Government’s 3% ‘offer’ is nothing but another real-terms pay cut for consultants in England

This year’s pay uplift does little to claw back what we’ve lost, writes BMA consultants committee chair elect, Vishal Sharma

Location: England
Last reviewed: 23 July 2021
slip of pay

The announcement of an improved 3% uplift for consultants in England is a testament to the efforts of thousands of our members who made their views crystal clear when the Government first suggested a paltry 1% uplift at the beginning of the year.

However, it still falls well short of the at least 5% uplift that the BMA’s consultants committee has campaigned for as part of Fairness for the frontline. With inflation currently predicted to increase to close to 4% later this year, this so-called uplift should be seen for what it really is – another real-terms pay cut. This is made worse by the decision to not reflect the uplift in CEAs (clinical excellence awards), which means for those consultants with a CEA their pay will rise by even less than the already inadequate 3%.

I know that for many this will be frustrating and deeply disappointing, especially as it shows once and for all how little the Government values the dedication and expertise of consultants in England, many of whom have been brought to the brink of breaking point by the pressures of the past 18 months. It is also concerning to see reports that the Government plans on using the rumoured increase in national insurance for social care to partly fund this increase. Not only does this result in staff part funding their own pay uplift, but any uplift should be fully funded by Government and should not lead to cuts elsewhere across the health and social service.

What we do next is of vital importance to all consultants in England, which is why it is important that you complete our survey on what you think of the announcement and what steps you want to see next.
  

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Consultants have given their all in leading the fight against COVID-19. Some at the expense of their own health. Others with their lives. And this pressure will only intensify as we begin to tackle the backlog of delayed treatment caused by the pandemic.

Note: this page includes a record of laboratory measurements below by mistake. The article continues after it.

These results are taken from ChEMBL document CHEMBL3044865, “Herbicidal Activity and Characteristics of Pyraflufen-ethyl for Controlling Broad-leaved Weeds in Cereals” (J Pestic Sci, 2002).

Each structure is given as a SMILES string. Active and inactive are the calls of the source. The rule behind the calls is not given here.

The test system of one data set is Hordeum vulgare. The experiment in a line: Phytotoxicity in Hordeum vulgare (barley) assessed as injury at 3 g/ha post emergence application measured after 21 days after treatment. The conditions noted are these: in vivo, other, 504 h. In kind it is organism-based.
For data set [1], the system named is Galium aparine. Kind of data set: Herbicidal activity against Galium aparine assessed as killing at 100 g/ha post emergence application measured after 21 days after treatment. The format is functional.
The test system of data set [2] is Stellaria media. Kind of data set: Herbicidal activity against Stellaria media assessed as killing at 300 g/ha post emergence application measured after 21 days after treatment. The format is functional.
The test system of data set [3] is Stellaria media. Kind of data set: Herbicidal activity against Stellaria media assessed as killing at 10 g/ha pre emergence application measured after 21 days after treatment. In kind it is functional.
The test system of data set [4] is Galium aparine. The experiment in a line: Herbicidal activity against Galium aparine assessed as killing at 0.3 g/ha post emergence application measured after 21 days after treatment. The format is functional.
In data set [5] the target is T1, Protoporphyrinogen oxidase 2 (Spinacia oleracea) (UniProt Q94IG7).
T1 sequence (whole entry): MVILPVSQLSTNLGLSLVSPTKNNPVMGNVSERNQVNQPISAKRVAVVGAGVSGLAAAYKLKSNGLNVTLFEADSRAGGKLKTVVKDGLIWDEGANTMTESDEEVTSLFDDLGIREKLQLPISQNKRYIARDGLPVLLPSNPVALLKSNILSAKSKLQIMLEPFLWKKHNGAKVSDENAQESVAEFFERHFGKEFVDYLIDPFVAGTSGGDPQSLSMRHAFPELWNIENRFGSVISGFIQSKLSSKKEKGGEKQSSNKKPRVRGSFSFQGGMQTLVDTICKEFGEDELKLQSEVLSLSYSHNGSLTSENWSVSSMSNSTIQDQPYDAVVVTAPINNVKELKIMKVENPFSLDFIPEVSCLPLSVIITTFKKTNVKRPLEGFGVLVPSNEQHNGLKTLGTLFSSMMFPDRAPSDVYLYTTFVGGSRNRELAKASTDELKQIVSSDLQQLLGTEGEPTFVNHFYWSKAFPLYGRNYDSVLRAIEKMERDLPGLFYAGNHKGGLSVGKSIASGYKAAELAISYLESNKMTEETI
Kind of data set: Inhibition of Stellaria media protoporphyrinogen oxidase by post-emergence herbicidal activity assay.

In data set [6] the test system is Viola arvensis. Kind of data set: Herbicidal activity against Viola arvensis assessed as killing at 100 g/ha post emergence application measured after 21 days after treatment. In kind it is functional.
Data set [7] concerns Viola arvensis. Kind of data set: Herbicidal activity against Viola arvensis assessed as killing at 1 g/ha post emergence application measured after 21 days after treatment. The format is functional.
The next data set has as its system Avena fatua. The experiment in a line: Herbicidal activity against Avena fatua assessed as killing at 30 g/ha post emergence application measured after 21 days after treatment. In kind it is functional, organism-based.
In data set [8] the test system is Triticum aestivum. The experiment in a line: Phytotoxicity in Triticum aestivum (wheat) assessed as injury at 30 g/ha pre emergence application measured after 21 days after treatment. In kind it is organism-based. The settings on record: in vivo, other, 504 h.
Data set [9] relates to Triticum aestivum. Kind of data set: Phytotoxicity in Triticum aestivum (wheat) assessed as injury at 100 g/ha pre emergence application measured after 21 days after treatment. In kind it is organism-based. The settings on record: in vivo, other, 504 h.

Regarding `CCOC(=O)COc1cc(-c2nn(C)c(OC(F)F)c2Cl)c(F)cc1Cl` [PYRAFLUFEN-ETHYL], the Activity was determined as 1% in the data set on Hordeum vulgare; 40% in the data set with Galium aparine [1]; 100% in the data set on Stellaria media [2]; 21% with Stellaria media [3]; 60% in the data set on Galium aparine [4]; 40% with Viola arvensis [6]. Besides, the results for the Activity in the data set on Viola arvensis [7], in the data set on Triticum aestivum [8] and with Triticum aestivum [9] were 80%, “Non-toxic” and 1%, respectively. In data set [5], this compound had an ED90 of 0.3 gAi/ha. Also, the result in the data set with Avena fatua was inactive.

Since May, almost 2,500 consultants have written to their MP demanding the Government delivers a fair and significant pay uplift for consultants in England. And while ministers may have awarded consultants more than they first suggested, we, more than any other group of healthcare workers, have been hit hardest by years of below-inflationary pay rises from successive governments. In 2008/09, the estimated take-home pay for the average consultant in England was £67,752. Taking inflation (Retail Price Index) into account, the real-terms value of that figure was just £48,356 in 2019/20. That is a decline in value of 28.6%.

This announcement does little to begin clawing back what consultants have lost. And this comes at a time when we also face the prospect of further damaging reforms to our pensions. While the BMA has successfully lobbied for some changes to pensions annual allowance taxation, the problem is far from resolved and the Government has made things worse by freezing the pension lifetime allowance. This will result in consultants facing additional tax bills potentially of tens of thousands of pounds, or more likely leave them with little option but to consider early retirement. Data from the NHS Business Authority shows that since 2008, 21% of doctors have quit the NHS, with 72% in a recent BMA survey suggesting they may retire early, with pay cuts and punitive pensions taxation the biggest drivers.           

We need to understand what you think of this pay award, and what action you would like us to take on your behalf, which is why I would strongly urge you to complete the survey. Please note the survey will close on Monday, 16 August at 5pm BST.